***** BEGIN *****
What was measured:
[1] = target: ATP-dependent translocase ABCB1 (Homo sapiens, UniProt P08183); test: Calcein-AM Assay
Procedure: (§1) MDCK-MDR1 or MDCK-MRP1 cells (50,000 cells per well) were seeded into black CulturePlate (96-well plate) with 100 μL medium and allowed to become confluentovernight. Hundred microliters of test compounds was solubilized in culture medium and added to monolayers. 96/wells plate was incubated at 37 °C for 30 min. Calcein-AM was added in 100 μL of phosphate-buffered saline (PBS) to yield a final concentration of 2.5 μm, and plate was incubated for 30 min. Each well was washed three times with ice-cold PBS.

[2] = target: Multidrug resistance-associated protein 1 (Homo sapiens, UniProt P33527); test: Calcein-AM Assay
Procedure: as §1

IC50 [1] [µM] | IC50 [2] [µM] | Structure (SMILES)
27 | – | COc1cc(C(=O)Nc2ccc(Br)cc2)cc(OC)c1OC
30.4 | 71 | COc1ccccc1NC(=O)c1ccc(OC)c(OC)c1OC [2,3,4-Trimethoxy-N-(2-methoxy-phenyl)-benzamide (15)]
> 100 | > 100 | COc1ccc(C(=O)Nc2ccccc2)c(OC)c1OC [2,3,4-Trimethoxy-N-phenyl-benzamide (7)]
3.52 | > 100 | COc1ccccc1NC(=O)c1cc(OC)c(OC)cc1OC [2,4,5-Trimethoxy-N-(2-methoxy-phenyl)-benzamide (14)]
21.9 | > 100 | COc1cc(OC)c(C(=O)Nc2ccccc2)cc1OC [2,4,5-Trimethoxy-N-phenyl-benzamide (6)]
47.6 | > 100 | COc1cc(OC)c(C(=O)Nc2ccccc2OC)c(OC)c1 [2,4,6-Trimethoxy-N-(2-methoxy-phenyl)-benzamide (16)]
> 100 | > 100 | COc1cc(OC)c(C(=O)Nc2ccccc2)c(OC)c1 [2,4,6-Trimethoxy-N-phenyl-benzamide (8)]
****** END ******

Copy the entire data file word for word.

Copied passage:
What was measured:
[1] = target: ATP-dependent translocase ABCB1 (Homo sapiens, UniProt P08183); test: Calcein-AM Assay
Procedure: (§1) MDCK-MDR1 or MDCK-MRP1 cells (50,000 cells per well) were seeded into black CulturePlate (96-well plate) with 100 μL medium and allowed to become confluentovernight. Hundred microliters of test compounds was solubilized in culture medium and added to monolayers. 96/wells plate was incubated at 37 °C for 30 min. Calcein-AM was added in 100 μL of phosphate-buffered saline (PBS) to yield a final concentration of 2.5 μm, and plate was incubated for 30 min. Each well was washed three times with ice-cold PBS.

[2] = target: Multidrug resistance-associated protein 1 (Homo sapiens, UniProt P33527); test: Calcein-AM Assay
Procedure: as §1

IC50 [1] [µM] | IC50 [2] [µM] | Structure (SMILES)
27 | – | COc1cc(C(=O)Nc2ccc(Br)cc2)cc(OC)c1OC
30.4 | 71 | COc1ccccc1NC(=O)c1ccc(OC)c(OC)c1OC [2,3,4-Trimethoxy-N-(2-methoxy-phenyl)-benzamide (15)]
> 100 | > 100 | COc1ccc(C(=O)Nc2ccccc2)c(OC)c1OC [2,3,4-Trimethoxy-N-phenyl-benzamide (7)]
3.52 | > 100 | COc1ccccc1NC(=O)c1cc(OC)c(OC)cc1OC [2,4,5-Trimethoxy-N-(2-methoxy-phenyl)-benzamide (14)]
21.9 | > 100 | COc1cc(OC)c(C(=O)Nc2ccccc2)cc1OC [2,4,5-Trimethoxy-N-phenyl-benzamide (6)]
47.6 | > 100 | COc1cc(OC)c(C(=O)Nc2ccccc2OC)c(OC)c1 [2,4,6-Trimethoxy-N-(2-methoxy-phenyl)-benzamide (16)]
> 100 | > 100 | COc1cc(OC)c(C(=O)Nc2ccccc2)c(OC)c1 [2,4,6-Trimethoxy-N-phenyl-benzamide (8)]